Kittie-gate 2022, the saga continues

Melissa Kassens, Staff Reporter

Lakeland is home to a number of feral cats that are lovingly referred to as “dumpster kitties” for their love of leftover campus food. In 2015, to help with the cat population on campus, Dean, J. Garland Schilcutt School of Business, Science, & Technology professor, Paul Pickhardt and his honors student at the time, coordinated a ‘trap-neuter/spay-return’ (TNR) project. This was in hopes of helping lower the cat population on the Lakeland campus. Pickhardt said, “As you, and everyone else on campus can see, the project didn’t work in reducing the free ranging/feral cat problem we have on campus. TNR projects don’t work as it is pragmatically impossible to catch all fertile cats in a free-ranging cat colony. Removing/eliminating the cats from the wild is a more effective solution, but expensive and sociologically difficult.”

The free-ranging cats on campus are of concern to most because of the poor lives they lead, the disease they carry which can be transmitted to humans and the devastating effects the cats have on the bird population. There are varying differences of opinion between everyone at Lakeland. While some see the cats as a biological and environmentally invasive creature, others are not bothered and often snap the rare photo opportunity.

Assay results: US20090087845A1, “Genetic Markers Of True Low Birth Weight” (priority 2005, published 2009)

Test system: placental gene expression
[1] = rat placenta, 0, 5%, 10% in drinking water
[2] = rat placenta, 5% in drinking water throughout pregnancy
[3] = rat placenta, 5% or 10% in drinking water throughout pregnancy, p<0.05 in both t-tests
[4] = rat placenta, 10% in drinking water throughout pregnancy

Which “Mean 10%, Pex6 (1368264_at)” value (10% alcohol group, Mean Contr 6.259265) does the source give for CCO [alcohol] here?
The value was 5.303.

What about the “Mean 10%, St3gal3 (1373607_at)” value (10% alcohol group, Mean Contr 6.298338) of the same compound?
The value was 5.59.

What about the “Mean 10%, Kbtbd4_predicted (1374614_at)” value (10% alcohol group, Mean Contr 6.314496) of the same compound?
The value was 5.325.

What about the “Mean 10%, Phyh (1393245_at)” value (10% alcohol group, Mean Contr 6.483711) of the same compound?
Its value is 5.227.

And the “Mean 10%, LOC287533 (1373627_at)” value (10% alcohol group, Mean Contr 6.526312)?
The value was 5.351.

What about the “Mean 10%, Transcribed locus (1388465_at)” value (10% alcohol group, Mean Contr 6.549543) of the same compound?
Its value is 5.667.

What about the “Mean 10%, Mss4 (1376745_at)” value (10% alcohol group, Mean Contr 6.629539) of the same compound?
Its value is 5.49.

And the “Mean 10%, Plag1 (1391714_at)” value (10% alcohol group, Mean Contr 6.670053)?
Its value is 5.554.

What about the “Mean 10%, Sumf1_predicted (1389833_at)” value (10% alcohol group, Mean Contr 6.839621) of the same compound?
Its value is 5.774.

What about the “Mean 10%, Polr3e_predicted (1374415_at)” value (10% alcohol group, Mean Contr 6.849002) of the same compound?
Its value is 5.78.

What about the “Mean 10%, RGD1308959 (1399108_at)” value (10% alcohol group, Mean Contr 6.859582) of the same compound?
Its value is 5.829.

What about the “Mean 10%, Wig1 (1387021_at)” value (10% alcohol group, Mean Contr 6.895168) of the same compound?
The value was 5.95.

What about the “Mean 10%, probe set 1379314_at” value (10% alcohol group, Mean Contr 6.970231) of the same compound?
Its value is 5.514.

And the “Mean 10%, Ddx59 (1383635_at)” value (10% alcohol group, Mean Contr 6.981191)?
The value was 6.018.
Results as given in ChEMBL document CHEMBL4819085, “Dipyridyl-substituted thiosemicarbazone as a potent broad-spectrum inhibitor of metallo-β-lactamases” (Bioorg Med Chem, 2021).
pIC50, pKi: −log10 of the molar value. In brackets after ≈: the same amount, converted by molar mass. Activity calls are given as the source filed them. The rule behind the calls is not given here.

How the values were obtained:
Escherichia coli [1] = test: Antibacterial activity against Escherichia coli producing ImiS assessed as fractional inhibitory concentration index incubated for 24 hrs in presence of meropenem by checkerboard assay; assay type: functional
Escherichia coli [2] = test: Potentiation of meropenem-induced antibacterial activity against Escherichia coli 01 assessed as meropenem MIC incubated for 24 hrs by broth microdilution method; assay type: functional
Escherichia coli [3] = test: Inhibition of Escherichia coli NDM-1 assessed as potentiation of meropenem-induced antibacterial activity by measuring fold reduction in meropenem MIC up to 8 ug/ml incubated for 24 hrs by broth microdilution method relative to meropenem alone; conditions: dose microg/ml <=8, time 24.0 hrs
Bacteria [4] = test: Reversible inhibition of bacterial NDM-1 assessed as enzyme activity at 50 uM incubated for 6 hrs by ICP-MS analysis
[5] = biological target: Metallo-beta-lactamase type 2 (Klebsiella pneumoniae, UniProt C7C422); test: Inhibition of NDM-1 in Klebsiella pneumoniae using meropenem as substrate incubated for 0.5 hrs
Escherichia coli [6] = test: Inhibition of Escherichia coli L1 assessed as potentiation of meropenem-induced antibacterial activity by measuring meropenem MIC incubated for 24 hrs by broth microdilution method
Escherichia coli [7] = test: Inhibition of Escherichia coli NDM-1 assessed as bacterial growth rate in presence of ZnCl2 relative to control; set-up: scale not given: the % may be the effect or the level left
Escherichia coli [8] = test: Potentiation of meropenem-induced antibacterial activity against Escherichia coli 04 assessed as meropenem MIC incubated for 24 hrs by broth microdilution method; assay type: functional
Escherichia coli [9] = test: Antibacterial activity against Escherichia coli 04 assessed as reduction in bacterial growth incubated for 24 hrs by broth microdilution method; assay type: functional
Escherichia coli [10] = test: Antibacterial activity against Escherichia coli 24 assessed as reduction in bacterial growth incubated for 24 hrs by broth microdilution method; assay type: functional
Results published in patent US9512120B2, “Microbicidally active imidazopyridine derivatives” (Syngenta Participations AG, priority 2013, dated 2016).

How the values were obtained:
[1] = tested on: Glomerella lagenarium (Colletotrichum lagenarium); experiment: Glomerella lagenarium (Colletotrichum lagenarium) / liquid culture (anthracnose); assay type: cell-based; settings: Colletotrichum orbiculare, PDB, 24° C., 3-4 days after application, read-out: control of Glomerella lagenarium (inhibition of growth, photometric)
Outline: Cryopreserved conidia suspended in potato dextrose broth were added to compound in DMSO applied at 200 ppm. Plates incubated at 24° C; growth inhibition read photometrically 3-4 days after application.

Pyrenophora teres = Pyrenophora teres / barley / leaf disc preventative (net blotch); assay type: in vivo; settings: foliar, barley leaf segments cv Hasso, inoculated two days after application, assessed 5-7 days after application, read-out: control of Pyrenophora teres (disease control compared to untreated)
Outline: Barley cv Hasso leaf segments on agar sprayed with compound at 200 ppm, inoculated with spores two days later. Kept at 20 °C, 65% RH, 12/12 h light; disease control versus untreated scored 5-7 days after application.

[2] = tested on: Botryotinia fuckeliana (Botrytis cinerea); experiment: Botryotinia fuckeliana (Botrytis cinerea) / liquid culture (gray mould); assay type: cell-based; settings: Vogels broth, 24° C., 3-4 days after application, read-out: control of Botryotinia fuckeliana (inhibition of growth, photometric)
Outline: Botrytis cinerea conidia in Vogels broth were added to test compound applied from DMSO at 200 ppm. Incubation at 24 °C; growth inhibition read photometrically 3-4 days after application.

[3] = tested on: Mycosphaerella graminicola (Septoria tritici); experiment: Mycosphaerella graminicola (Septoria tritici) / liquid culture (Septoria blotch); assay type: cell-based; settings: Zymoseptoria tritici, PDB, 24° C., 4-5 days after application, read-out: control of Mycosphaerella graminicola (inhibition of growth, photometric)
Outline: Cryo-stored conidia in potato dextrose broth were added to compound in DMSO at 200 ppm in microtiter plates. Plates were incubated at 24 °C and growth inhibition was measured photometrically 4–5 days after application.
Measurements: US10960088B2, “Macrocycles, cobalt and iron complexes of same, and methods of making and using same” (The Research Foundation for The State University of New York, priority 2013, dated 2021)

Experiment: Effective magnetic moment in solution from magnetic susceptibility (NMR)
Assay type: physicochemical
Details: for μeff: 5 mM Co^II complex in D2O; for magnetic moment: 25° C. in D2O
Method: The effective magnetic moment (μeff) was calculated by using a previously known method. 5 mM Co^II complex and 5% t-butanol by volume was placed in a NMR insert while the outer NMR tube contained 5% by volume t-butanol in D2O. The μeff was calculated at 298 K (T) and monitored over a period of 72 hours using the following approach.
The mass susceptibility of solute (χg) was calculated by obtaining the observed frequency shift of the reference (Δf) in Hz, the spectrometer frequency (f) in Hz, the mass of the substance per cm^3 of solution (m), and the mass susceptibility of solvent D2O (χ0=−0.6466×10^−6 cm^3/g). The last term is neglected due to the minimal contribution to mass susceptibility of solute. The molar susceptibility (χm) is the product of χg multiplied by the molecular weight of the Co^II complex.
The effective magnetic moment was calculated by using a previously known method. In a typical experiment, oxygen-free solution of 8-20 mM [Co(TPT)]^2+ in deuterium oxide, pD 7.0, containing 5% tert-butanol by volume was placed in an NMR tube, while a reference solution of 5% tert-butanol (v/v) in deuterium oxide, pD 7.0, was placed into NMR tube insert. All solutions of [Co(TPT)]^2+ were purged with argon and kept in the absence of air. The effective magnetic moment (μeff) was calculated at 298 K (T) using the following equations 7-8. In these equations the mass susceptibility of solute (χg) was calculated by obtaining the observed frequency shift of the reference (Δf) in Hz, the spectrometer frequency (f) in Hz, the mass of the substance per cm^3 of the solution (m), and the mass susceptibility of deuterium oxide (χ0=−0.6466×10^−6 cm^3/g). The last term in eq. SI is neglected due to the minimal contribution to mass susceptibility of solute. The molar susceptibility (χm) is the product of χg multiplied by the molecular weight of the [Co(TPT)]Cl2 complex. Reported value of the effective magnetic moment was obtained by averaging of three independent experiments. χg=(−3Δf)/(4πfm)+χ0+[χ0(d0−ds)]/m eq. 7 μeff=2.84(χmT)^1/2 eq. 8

Parker Brasch, a current Muskie said, “I know lots of students joke about stealing one because they are all so cute, but they definitely don’t interact with people.” The cats are on their own schedule at Lakeland and are responsible in nature by avoiding the roads, coming out to dine at the dumpsters by moonlight and are socially aware to avoid large crowds when students are moving through campus.

The consensus on campus, although the cats are destructive by nature while ripping through the dumpsters, is that they are cute to look at, from afar. The question now, how long will the campus cohabit with the growing community of cats before intervening again and will it be Lakeland’s responsibility?

An article from 2017 can be found in The Mirror archives with in-depth research and the impact of feral cats by Pete Marr, Professor and Director of the Georgetown Environment Initiative, Laudato Si’ Professor of Biology and the Environment, Emeritus Senior Scientist Smithsonian Migratory Bird Center.